Stories about Middle East & North Africa from July, 2009
Thousands of Iranians gathered in Behesht Zahra cemetery in Tehran on Thursday to commemorate Neda Agha-Soltani and the victims of the protest movement. Dozens have been killed and hundreds jailed.
An opinion piece written for Newsweek suggesting George W. Bush make an excellent complement to U.S. President Obama as Middle East envoy has made waves in the blogosphere.
Egyptian blogger Zeinobia reacts to a mistake on Fox News, where Egypt is placed on a map instead of Iraq. Our Morocco author Jillian C York makes a similar observation here.
On July 26, LJ user dobrokhotov wrote (RUS) about a rally in front of the Iranian embassy in Moscow, organized by the Russian democratic youth movement “We” in support of Iran's opposition: “[…] The main thing is we'd like the Iranian opposition to go on chanting ‘margbar putin’ – but,...
Several Iranian bloggers and news sites reported that several thousands people commemorated the protest movement's victims when the police attacked them. Here is a video of today's gathering in Behesht Zahra Cemetery in Terhan. Watch the photos here.
Although the practice of wearing hijab has been around since pre-Islamic times, the debate surrounding it has increased in recent years. Whereas in some countries, hijab is mandated, in others, it has been banned in schools, workplaces, and sometimes altogether. But whether required or forbidden, Muslim women's dress is almost always a topic of hot debate.
CarLog is a new online service for trading cars in Egypt that enables car owners to share photos, videos, and reviews of their vehicles on Facebook.
Iranian authorities shut down Kahrizak, a prison in Tehran where the election protestors were held. Kodan Ba Estedad shares one ‘victim's story of torture in Kahrizak.
Kano, of Syrian Foodie in London, shares with us the recipe of how to make Mutabal – an appetizer made of grilled aubergine, tahini and yogurt, and found “on every table in every Syrian restaurant.”
At KABOBfest, Jillian discusses the US lifting of “two bits of its sanctions on Syria.” “The lifting of the IT ban seems, to me, to be low-hanging fruit, the simplest way to please (or appease) the public while getting rid of a relatively useless rule that wasn’t doing much good...
Moroccan blog The View from Fez catches up with Gail Leonard whose culinary adventure in the medina (city) leaves you hungry.
A Lebanese television show is in danger of being taken off the air “after a Saudi man participated in the show and spilled out all his romantic escapades, which are all out of wedlock,” reports Waleg. The Saudi man is also being threatened with jail.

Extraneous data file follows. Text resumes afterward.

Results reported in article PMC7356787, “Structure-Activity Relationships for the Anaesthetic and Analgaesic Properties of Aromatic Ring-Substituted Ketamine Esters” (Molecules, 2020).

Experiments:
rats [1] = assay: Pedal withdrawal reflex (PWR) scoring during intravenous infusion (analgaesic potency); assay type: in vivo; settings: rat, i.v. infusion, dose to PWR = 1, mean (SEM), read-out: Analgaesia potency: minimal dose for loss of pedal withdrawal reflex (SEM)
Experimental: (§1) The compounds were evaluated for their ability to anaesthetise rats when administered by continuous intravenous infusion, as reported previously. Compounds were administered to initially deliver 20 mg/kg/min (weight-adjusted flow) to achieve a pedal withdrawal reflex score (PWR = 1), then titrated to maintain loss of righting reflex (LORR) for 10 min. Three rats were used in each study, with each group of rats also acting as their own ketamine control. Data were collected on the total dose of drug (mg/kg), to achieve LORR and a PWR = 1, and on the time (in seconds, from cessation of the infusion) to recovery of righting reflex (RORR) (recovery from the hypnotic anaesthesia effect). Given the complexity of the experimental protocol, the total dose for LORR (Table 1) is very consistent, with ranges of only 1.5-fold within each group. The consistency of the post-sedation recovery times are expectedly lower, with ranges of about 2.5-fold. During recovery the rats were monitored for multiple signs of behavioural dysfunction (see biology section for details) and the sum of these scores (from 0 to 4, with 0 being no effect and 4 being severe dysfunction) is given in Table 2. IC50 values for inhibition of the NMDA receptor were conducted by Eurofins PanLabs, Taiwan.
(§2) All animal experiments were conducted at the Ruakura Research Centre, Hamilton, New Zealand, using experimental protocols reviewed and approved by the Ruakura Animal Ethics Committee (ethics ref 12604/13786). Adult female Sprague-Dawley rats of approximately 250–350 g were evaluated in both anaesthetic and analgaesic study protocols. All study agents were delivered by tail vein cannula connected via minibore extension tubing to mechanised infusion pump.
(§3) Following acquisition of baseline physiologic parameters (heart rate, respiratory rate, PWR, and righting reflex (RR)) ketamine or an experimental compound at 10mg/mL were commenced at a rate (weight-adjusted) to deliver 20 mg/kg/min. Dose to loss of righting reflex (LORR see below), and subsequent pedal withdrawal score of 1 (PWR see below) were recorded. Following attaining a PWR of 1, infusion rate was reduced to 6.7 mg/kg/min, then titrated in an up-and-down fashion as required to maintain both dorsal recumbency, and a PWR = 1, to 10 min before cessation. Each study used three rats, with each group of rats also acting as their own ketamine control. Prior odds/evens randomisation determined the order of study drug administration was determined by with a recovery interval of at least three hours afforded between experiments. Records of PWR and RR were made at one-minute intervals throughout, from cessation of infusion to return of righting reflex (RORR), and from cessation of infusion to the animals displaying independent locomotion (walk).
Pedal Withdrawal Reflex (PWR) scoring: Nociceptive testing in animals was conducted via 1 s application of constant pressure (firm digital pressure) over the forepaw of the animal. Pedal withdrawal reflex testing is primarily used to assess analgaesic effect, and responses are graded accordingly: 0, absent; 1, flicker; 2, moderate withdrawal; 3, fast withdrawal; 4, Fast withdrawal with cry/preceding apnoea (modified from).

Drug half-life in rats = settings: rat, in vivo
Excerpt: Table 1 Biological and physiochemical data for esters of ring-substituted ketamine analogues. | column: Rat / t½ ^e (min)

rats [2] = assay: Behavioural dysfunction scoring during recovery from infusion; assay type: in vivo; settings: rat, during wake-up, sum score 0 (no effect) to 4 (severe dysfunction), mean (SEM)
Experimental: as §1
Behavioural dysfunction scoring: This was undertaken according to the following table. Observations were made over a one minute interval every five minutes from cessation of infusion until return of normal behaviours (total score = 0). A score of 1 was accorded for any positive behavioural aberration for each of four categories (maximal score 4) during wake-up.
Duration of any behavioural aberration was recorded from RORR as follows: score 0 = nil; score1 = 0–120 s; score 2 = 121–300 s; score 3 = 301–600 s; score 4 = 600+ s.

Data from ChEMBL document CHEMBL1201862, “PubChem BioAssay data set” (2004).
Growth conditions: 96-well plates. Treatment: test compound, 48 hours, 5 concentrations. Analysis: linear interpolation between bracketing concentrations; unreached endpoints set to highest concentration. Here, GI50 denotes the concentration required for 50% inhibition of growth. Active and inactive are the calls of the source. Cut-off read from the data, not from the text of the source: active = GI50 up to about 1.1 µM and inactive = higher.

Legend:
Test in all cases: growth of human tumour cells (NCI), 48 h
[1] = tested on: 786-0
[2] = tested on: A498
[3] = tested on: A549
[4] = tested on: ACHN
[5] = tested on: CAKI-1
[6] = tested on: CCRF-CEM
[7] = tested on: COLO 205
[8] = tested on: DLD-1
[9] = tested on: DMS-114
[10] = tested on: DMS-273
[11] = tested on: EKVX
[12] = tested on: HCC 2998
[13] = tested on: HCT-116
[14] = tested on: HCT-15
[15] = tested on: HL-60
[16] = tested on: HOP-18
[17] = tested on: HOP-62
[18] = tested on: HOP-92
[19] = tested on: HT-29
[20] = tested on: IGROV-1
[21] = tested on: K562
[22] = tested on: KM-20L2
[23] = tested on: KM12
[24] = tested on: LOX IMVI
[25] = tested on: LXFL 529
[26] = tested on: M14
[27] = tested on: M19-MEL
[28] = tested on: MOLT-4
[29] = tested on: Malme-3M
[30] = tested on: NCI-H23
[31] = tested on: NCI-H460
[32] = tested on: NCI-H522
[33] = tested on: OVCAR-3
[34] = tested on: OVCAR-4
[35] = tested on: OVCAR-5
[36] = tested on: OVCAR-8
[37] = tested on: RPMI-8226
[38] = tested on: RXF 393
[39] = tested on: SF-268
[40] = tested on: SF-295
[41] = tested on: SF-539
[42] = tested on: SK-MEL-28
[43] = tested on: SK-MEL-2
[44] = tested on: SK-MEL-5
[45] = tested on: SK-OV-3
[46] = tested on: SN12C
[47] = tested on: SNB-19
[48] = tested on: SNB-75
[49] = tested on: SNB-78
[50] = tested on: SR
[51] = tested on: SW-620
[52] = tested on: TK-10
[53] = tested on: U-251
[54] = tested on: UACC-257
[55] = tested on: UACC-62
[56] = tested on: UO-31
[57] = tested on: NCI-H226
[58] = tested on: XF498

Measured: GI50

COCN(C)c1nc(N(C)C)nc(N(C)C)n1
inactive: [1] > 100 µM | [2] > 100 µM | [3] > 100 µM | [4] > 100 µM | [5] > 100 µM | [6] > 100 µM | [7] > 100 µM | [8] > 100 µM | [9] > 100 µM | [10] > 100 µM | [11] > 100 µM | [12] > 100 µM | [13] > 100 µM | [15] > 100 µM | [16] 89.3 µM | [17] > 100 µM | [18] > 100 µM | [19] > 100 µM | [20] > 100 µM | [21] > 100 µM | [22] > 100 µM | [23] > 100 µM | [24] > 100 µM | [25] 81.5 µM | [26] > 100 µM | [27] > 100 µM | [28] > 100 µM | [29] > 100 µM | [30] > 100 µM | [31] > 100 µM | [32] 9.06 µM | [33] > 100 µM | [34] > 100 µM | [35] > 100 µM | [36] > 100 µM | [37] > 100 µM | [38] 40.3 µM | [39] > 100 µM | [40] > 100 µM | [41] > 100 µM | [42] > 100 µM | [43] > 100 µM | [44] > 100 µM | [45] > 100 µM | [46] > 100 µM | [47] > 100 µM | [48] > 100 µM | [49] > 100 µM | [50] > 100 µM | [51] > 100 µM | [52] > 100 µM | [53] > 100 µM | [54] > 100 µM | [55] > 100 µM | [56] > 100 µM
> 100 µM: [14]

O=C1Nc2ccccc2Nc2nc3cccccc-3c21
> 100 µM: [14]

“The US is removing some of its sanctions on Syria, just months after the embargo was controversially renewed. Syria’s Ambassador to Washington, Imad Moustapha, says the block on computer equipment and internet downloads is being lifted,” reports Syria News Wire.
From Morocco, Hassi Milli posts those photographs which he captions as “Summer Flower.”
Muse and her husband, from Israel, attended a day at the Knesset and shares her impressions as well as photographs she took in this post. “We attended a very interesting series of talks about Har HaBayit, The Temple Mount and Israel's sovereignty,” she writes.
On Saturday 25 July, 2009, Iranians and non-Iranians alike responded to the initiative United4Iran by taking part in an event to support the Iranian struggle for freedom and human rights. Coverage of these events included numerous citizen videos and photos. Hamburg/Germany: Washington/U.S. London/UK A protest outside the Islamic Republic's embassy in...
Several Iranians took part in a demonstration in Dubai on Saturday July 25, to support Iranians in their struggle for democracy. According to Saharlar, the police dispersed the rally after 30 minutes and confiscated even green ballons. Watch the photos here.
A television ad for Cellcom, the largest Israeli cellular provider, sprung an unprecedented debate on the face of the Israeli occupation over the past two weeks. The advert shows Israeli soldiers playing soccer with unseen Palestinians over the wall separating Israel and the West Bank, to the sound of popular music. The ad was accepted as insensitive at best by many Israelis, becoming an icon of blindness to the occupation in the Israeli society, writes Carmel L. Vaisman.
Dr. Mona El-Farra is back home in Gaza after a prolonged absence: “I now see a different Gaza, and it is not the Gaza I have known, it is like a city after an earthquake.”
In the West Bank, activist Hannah Mermelstein writes: “A friend of mine here once told me that she never feels safe, so safety is not a consideration for her in making decisions. As much as I may try, I cannot truly imagine this lack of control.”
In the West Bank, Marcy Newman has been teaching young Palestinians about indigenous Americans, as preparation for a solidarity visit by a group of Native Americans next month.